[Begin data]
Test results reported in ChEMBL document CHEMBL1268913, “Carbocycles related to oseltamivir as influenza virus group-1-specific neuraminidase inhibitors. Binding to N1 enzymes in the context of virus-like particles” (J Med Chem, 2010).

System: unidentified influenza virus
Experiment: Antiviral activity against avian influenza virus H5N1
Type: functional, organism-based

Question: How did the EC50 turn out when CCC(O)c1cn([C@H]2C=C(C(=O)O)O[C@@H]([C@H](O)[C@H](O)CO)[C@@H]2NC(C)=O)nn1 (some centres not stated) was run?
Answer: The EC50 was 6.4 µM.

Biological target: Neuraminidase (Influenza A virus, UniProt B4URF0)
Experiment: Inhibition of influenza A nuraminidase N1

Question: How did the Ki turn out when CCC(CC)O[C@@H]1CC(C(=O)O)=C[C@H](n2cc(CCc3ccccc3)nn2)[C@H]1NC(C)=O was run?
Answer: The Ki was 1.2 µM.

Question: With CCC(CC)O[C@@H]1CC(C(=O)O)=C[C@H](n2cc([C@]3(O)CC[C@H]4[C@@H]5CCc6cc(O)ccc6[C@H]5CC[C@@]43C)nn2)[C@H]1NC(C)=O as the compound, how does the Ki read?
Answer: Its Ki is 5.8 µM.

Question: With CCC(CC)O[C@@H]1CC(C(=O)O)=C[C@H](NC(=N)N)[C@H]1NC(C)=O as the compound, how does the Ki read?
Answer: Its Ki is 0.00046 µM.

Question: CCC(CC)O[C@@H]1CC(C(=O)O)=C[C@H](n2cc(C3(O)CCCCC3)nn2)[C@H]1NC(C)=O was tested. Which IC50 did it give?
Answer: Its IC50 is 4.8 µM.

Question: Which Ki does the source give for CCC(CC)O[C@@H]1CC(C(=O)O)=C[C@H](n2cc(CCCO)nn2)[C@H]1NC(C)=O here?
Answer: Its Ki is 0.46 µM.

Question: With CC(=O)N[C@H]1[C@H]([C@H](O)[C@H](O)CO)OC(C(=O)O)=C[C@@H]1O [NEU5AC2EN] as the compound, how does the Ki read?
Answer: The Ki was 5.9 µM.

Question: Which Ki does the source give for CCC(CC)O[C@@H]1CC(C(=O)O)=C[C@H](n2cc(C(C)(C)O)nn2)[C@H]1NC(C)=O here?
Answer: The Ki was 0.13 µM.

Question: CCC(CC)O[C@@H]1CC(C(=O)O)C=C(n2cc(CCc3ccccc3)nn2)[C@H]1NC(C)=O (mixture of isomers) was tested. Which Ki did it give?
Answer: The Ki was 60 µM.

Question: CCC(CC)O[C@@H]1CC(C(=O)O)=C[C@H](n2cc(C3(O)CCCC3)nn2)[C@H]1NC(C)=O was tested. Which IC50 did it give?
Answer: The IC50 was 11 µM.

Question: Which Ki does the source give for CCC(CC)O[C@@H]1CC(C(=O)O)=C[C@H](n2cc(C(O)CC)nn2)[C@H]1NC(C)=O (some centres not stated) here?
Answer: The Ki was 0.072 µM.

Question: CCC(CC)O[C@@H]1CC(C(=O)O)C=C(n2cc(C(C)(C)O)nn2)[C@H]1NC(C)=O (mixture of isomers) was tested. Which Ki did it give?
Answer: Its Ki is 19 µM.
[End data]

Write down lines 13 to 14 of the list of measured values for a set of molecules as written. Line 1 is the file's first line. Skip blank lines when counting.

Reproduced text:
Question: With CCC(CC)O[C@@H]1CC(C(=O)O)=C[C@H](NC(=N)N)[C@H]1NC(C)=O as the compound, how does the Ki read?
Answer: Its Ki is 0.00046 µM.